How to React to Adolescent Emotions

The most effective way to de-escalate emotions is with validation.

Posted Sep 16, 2019

Source: FotoRieth/Pixaby

Adolescent emotional development is often characterized by rapidly fluctuating, intense emotions. Teens are experiencing changing hormones and increased stressors. At the same time, while there is initial development in brain regions linked with emotional reactivity, there is slower development in brain structures linked with emotion regulation.

Intense emotional expression is often one of the more difficult aspects of parenting teenagers. The whirlwind of emotions can leave parents feeling like they are walking on eggshells. They are often trying to put out emotional fires before they escalate or spread into household conflict.

So, what can a parent do to calm the emotional storm?

As a clinical psychologist, I have found one of the most effective ways to de-escalate emotions is with validation. 

Validation is one of the core elements of Dialectical Behavior Therapy (DBT), a treatment developed by Marsha Linehan. DBT was initially designed as a treatment for Borderline Personality Disorder, a personality disorder characterized by extreme emotions and destructive behaviors that follow from them.  Given its effectiveness, it has been adapted to treat individuals more generally struggling with intense emotional turbulence and problematic ways of coping with their distress. Though adolescent emotional turbulence can fall well within normative ranges, the DBT strategy of validation remains effective.

Validation is the act of acknowledging another person’s thoughts and feelings and communicating to them that those thoughts and feelings make sense and are understandable given the situation. It is important to note validating is not the same as agreeing. Validation is important because it shows you are listening, you understand, and you are approaching the person in a nonjudgmental way. Importantly, research has indicated that parental validation is associated with improved emotional regulation in adolescents and greater satisfaction in the parent-child relationship (Shenk, Chad & Fruzetti, 2013).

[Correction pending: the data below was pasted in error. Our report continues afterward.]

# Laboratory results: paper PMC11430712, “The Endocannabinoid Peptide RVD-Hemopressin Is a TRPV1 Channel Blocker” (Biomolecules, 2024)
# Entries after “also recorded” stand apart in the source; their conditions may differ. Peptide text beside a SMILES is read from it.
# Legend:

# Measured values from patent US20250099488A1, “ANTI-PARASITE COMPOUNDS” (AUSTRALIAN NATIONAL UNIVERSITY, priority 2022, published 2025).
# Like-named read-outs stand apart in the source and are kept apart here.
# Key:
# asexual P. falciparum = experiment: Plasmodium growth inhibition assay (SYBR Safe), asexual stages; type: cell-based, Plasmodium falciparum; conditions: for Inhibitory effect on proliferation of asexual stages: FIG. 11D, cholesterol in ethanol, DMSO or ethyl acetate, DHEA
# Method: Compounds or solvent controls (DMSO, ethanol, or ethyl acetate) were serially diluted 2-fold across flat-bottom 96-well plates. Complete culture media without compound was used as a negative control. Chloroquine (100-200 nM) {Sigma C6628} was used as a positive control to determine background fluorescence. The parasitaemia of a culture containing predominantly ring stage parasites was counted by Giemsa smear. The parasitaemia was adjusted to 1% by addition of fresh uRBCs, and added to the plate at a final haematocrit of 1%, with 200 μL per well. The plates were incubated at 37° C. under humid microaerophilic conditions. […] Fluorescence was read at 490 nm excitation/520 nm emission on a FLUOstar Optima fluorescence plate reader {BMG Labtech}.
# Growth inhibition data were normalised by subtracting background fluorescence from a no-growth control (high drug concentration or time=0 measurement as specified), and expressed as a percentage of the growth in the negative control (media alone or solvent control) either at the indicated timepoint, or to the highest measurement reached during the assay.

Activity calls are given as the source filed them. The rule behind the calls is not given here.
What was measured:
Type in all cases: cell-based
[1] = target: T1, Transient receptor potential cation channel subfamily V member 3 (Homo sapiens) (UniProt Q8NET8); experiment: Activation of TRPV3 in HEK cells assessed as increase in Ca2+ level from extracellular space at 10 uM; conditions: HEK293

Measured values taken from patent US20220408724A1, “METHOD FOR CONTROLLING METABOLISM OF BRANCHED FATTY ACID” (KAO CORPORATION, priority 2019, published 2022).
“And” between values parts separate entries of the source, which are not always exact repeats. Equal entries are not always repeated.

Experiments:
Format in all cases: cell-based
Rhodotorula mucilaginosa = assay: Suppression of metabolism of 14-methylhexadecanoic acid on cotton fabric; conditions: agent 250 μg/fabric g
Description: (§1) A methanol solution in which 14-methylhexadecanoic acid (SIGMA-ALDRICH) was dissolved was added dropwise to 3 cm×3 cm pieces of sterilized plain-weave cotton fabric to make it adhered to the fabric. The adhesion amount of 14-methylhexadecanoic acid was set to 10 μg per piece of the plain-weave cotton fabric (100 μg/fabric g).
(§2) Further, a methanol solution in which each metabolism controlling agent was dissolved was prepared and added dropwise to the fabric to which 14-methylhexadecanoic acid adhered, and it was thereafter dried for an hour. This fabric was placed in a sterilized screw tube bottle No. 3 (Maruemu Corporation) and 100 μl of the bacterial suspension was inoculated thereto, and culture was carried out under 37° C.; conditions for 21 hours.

Given the intensity of our teens’ emotions, parents are often inclined to try and talk teens out of their strong feelings, attempt to solve their problem or try to avoid teens altogether when they are emotional. This is particularly true when teen emotions appear to be “overreactions.” Parental attempts in these directions are often met with a counterintuitive response. The emotions get stronger, or, possibly more frustrating, they get directed at us.

One reason our teens’ emotions escalate with these interactions is they are often experienced as invalidating. In my clinical practice, I encourage parents to change their approach by looking for ways to validate. There are many ways we can validate teen emotional reactions, even when we don’t necessarily agree with them.

1. Pay Attention: The simplest way to let our teens know that their emotions are valid and important to us is to give them our undivided attention. Try to stop what you are doing and put down distractions such as cell phones. If that truly isn’t possible, let your teen know it is important to you to be able to listen attentively and arrange a time when you can do that. Pay attention: with eye contact and body language. It is particularly important to note that if we only provide our full attention when emotional displays are huge, our teens will learn that they need to have big emotional outbursts to get our attention.